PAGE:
Speaking of features, Bilal would get a lot of hook work on some of the more respected hip hop artists' albums, including an epic turn on the Clipse classic album Hell Hath No Fury with "Nightmares". One of my personal favorite Bilal moments is his accompanying background vocals and bridge on Talib Kweli's "Talkin To You" from his 2002 album Quality. Bilal is at his smoothest on that particular track and every time I listen to it, I tend to skip Talib and only listen to Bilal. He commands that song and that's one of the things I enjoy the most about him. He's not just a complement to the song, he commands and leads the song usually when his vocals hit. The same could be said for his vocal contributions to Erykah Badu and her more recent albums, his work with Solange, and his hook work on the classic To Pimp A Butterfly by Kendrick Lamar. Bilal made the songs that he assisted with THAT much better and as a result, he made the album better itself.

However, my favorite project from Bilal is one that was never officially released. Interscope seemingly fucked up the release for his sophomore album, and as a result deemed the album as something that they couldn't market and it was shelved after apparently leaking to the internet. One has to wonder how much damage the leak did honestly, as the existence of this album is not as wildly known anyways, so I'm sure Interscope COULD have put it out and marketed it, they just chose not to. Unfortunately, they missed out on an opportunity to make Bilal bigger, as the 2nd album Love For Sale was truly a classic and I'd say better and more concise than his debut. With self production carrying the whole thing mostly besides a track or two, Love For Sale seems Bilal at his most musically focused and aware, with classic tracks like "Lord Don't Let It", "White Turns To Grey", "Make Me Over", "All For Love", and the interesting "Hollywood". That album is one I think every Bilal fan should know and have, and I think that Interscope robbed us of getting the full impact of what this album could have done.

Bilal's been in the game for almost 18 years now, and he's on his fifth official album, well fourth if you don't count Love For Sale. The rest of his albums are experimental and shows Bilal flexing his creative muscle and pushing his range to the highest high. Airtight's Revenge holds a special place in my heart as an album and I think it's a blend of psychedelic rock, jazz, and sweet soulful funk. Bilal is such a versatile artist that he needed to make an album that fit him and this was it. "Cake and Eat It Too", "All Matter", the moderately successful single "Little One", "Think It Over", and countless other songs from this truly made it a near classic album. For those keeping track, that's 3 in a row (including Love For Sale). To be fair, I wasn't a HUGE fan of the album A Love Surreal, but it had enough dope music on it to be enjoyable. I like the production as always, but some of the songs fell flat to me. Truly, there's a chance that Bilal just wanted to experiment some more and we know that doesn't always work as well for some of us. Still, the greatness of "Climbing" and "Butterfly" could never be denied.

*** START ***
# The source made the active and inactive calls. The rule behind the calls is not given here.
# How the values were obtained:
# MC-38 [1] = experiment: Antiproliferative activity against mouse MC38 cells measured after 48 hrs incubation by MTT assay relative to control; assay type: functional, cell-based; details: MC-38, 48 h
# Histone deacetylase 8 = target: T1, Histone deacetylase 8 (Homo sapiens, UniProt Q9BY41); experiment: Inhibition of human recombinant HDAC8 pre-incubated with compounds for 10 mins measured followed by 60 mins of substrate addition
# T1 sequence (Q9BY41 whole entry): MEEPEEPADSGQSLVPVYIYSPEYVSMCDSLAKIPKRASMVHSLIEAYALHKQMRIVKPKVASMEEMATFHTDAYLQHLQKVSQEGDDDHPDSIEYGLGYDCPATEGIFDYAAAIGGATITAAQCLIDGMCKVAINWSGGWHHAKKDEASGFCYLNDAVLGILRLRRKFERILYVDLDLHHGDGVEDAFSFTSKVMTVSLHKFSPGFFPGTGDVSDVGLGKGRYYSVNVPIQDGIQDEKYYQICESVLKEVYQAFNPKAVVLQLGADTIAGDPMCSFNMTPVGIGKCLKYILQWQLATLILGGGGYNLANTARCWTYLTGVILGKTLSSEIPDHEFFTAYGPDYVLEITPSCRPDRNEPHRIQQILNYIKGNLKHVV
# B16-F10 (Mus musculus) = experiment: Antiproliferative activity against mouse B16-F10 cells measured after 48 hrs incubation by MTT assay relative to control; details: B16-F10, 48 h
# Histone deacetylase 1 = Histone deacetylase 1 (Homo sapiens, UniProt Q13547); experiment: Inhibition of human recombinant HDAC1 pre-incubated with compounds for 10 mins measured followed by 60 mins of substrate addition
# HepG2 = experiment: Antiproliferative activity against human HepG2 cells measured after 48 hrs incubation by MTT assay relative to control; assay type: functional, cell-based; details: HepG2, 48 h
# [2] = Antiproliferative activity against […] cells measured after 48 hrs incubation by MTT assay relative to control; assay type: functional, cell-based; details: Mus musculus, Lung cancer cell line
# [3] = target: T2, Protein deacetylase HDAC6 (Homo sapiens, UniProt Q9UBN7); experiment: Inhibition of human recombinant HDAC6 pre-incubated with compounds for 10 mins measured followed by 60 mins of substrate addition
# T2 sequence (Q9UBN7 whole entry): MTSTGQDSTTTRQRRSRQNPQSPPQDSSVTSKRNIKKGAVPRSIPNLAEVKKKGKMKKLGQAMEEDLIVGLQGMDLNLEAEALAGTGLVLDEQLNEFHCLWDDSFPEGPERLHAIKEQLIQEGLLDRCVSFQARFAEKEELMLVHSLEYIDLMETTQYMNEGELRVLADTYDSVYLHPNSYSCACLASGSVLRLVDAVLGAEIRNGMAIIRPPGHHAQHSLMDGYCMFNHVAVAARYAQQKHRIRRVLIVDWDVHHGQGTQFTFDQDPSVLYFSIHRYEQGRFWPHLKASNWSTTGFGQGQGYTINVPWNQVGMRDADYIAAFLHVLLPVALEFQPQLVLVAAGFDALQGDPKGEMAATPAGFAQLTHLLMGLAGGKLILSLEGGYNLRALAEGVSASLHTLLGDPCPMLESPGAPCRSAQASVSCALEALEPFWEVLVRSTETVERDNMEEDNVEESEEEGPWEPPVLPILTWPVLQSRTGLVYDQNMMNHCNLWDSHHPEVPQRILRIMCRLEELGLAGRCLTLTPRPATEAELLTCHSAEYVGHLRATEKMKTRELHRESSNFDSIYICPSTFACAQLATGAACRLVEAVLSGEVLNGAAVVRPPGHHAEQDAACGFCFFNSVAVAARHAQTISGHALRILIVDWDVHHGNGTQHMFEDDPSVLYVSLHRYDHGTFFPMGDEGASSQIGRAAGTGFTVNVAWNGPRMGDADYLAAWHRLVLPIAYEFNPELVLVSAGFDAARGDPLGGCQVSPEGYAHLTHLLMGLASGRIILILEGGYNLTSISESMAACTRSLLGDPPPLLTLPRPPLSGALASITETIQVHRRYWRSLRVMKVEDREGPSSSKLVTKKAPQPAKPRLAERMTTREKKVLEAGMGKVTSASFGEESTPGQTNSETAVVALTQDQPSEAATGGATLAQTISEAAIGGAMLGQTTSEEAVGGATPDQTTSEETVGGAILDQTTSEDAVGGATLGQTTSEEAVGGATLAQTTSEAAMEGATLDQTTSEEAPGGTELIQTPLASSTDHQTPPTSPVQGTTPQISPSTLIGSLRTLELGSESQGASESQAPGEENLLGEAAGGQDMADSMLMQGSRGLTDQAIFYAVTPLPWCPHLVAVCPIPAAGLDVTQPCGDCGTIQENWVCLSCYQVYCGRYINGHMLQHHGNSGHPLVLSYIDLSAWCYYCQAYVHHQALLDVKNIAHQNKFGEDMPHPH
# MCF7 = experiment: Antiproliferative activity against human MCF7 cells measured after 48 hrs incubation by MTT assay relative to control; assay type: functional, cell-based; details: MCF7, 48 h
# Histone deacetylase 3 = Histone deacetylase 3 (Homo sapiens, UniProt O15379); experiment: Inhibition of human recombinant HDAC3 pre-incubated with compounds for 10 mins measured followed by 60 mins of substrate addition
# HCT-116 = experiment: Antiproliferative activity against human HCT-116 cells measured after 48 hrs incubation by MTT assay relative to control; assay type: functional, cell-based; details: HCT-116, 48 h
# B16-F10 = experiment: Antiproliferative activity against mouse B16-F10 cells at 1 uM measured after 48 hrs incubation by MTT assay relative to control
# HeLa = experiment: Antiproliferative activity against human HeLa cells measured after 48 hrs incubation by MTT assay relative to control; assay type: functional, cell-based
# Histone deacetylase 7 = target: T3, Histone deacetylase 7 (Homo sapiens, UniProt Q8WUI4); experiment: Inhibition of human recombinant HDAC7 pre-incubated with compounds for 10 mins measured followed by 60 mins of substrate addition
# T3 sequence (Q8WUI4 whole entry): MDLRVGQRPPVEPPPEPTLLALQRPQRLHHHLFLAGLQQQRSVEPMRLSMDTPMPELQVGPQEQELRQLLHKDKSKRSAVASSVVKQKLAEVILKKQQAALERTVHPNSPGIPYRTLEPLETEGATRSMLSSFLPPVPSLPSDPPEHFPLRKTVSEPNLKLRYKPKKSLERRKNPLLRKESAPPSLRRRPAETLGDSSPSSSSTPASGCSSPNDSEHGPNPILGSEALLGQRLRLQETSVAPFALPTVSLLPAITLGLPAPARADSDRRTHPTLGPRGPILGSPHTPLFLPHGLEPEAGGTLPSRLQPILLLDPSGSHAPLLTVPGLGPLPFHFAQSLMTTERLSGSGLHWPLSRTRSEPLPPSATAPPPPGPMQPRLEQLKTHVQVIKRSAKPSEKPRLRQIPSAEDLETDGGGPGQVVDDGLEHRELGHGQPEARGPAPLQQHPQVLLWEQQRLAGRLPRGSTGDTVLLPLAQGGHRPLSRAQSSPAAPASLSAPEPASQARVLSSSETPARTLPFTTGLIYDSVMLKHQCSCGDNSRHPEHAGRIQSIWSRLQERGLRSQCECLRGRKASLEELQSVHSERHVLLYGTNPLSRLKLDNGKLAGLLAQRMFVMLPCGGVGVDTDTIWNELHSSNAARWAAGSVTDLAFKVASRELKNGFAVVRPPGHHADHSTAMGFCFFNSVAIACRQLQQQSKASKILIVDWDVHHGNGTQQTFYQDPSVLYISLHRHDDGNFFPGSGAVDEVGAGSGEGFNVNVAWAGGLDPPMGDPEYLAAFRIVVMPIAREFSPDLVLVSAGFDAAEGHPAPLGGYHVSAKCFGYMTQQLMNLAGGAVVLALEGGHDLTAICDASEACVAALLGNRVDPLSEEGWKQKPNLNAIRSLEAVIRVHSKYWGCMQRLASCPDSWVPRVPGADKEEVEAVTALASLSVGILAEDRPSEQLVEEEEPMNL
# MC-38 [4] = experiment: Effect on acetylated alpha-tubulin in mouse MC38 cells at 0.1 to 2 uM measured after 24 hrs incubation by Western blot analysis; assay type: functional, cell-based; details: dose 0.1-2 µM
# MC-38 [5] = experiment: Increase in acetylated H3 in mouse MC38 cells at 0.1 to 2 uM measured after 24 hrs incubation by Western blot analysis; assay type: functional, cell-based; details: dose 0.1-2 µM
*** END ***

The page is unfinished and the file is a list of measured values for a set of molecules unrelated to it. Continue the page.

His most recent album "In Another Life" was great and a return to form in some way. Still experimenting, but more in his comfort zone, Bilal delivered hugely on this album. With production mostly coming from the underrated Adrian Younge, there's a consistent cohesion in the album that lacked in his last release. Each song represents something and the way he delivered this project was exciting. My favorite track from this album has to be "Spiraling", but you can't go wrong with anything on this project. It's up there with his debut and sophomore in terms of quality.

 That's the thing about Bilal. He's truly underrated because in his genre of music, no one can do what he does and they aren't as consistently great as he is. He is an underground legend in some ways and he should be recognized as a legend regardless for his contributions from an artist standpoint. If you're looking for some good music and don't know where to turn, always give Bilal a listen. No matter who you are, I'm sure you won't be disappointed. Period.